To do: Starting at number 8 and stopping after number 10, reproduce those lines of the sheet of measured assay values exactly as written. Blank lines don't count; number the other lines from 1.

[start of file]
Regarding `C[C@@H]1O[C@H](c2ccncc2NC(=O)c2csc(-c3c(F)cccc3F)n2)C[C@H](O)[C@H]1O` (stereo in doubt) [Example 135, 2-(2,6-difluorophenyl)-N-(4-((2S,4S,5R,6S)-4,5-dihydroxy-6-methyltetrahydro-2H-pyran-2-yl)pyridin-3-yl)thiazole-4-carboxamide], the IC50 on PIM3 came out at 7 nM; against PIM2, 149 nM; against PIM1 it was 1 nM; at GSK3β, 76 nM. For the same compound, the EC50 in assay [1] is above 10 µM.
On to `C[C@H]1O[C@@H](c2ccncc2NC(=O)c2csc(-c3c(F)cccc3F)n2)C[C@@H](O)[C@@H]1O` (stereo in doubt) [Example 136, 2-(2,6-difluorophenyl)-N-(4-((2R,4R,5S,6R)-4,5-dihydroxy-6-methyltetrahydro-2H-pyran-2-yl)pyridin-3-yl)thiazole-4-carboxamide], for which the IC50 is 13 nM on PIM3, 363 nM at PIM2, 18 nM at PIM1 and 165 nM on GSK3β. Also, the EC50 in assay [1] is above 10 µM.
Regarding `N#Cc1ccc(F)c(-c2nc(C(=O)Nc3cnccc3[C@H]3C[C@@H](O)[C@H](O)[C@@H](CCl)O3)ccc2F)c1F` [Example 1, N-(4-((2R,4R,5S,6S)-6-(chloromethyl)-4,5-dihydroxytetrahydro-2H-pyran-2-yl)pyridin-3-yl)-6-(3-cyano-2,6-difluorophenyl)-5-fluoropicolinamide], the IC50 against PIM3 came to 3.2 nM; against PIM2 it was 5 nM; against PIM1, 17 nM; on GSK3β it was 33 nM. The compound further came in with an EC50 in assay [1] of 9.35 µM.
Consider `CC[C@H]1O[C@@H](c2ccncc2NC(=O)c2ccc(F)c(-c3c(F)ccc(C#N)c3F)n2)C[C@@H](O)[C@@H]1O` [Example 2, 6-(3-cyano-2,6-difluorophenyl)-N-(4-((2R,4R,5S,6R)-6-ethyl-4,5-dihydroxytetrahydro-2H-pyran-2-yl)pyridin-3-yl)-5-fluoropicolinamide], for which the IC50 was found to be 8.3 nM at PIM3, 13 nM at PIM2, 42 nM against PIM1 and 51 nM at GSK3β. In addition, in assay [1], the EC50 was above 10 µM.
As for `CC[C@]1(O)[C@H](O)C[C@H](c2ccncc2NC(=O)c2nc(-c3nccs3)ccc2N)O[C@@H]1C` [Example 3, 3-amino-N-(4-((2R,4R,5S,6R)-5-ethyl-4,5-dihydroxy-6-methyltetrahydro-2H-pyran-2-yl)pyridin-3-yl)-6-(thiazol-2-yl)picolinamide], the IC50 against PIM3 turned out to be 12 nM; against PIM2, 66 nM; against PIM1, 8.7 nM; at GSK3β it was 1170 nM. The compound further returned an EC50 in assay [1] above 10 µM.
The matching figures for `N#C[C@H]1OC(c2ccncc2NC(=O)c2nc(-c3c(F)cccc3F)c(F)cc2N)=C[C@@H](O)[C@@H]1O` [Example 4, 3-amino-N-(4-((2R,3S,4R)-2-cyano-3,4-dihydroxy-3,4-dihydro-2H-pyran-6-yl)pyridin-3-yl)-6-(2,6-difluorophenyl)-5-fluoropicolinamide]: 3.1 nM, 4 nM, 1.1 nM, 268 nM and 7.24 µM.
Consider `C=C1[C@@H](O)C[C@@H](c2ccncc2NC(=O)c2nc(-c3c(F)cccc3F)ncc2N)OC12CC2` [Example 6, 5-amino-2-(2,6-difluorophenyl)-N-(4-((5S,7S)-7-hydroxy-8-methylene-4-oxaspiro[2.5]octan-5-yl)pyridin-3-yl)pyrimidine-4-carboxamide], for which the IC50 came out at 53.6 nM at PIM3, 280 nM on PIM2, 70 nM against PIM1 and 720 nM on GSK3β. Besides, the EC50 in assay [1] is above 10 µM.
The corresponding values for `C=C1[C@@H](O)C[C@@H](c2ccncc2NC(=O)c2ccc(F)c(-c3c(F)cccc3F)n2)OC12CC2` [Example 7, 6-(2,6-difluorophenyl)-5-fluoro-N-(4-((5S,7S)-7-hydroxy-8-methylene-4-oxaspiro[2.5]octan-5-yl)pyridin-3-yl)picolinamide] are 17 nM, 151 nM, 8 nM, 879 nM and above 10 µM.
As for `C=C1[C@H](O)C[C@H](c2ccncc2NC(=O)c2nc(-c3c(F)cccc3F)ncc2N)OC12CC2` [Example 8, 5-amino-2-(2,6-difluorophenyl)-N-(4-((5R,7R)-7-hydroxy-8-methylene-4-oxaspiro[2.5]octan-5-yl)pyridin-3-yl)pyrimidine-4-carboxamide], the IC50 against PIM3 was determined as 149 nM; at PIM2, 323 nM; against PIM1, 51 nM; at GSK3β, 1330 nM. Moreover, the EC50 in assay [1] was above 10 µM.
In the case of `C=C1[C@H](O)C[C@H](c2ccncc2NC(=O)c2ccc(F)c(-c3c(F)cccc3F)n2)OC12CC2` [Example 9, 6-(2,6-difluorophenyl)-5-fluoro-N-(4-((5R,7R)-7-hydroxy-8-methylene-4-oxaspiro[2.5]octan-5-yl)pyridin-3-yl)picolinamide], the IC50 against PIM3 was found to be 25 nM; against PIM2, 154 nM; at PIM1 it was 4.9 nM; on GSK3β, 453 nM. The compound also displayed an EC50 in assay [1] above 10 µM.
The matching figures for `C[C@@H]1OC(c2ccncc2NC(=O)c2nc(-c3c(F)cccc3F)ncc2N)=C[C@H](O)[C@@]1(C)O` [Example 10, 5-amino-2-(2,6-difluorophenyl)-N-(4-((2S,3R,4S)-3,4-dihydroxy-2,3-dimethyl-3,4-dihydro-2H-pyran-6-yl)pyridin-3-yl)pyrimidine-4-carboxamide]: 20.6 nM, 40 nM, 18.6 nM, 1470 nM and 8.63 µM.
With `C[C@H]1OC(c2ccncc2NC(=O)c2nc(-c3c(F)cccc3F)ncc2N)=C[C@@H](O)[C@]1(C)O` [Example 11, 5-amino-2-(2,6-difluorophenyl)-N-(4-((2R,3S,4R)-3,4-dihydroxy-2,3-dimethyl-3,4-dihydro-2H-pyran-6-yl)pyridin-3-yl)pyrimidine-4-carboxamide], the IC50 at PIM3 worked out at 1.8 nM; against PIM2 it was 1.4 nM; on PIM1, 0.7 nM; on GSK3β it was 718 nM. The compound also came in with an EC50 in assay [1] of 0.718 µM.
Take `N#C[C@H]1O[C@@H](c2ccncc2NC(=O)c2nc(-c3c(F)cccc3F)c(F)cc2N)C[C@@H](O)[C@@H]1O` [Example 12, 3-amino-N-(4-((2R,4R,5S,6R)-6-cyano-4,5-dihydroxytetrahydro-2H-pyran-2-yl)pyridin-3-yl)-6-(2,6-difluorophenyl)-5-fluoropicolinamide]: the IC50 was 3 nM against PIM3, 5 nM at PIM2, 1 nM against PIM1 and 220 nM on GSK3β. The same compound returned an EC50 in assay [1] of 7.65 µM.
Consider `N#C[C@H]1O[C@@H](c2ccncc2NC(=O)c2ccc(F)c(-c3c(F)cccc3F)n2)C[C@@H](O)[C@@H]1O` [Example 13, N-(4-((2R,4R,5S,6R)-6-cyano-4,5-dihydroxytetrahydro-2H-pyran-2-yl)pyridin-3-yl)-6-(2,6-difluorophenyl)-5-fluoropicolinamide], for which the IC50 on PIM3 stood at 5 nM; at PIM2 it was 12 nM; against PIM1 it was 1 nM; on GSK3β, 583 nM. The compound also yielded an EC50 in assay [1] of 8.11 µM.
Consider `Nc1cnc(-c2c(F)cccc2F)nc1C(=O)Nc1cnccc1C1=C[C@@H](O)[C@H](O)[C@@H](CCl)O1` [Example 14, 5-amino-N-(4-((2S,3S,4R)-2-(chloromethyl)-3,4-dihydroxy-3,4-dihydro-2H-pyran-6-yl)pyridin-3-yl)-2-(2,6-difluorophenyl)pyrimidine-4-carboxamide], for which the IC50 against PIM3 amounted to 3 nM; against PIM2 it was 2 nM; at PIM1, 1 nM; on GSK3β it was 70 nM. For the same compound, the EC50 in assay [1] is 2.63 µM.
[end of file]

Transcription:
The corresponding values for `C=C1[C@@H](O)C[C@@H](c2ccncc2NC(=O)c2ccc(F)c(-c3c(F)cccc3F)n2)OC12CC2` [Example 7, 6-(2,6-difluorophenyl)-5-fluoro-N-(4-((5S,7S)-7-hydroxy-8-methylene-4-oxaspiro[2.5]octan-5-yl)pyridin-3-yl)picolinamide] are 17 nM, 151 nM, 8 nM, 879 nM and above 10 µM.
As for `C=C1[C@H](O)C[C@H](c2ccncc2NC(=O)c2nc(-c3c(F)cccc3F)ncc2N)OC12CC2` [Example 8, 5-amino-2-(2,6-difluorophenyl)-N-(4-((5R,7R)-7-hydroxy-8-methylene-4-oxaspiro[2.5]octan-5-yl)pyridin-3-yl)pyrimidine-4-carboxamide], the IC50 against PIM3 was determined as 149 nM; at PIM2, 323 nM; against PIM1, 51 nM; at GSK3β, 1330 nM. Moreover, the EC50 in assay [1] was above 10 µM.
In the case of `C=C1[C@H](O)C[C@H](c2ccncc2NC(=O)c2ccc(F)c(-c3c(F)cccc3F)n2)OC12CC2` [Example 9, 6-(2,6-difluorophenyl)-5-fluoro-N-(4-((5R,7R)-7-hydroxy-8-methylene-4-oxaspiro[2.5]octan-5-yl)pyridin-3-yl)picolinamide], the IC50 against PIM3 was found to be 25 nM; against PIM2, 154 nM; at PIM1 it was 4.9 nM; on GSK3β, 453 nM. The compound also displayed an EC50 in assay [1] above 10 µM.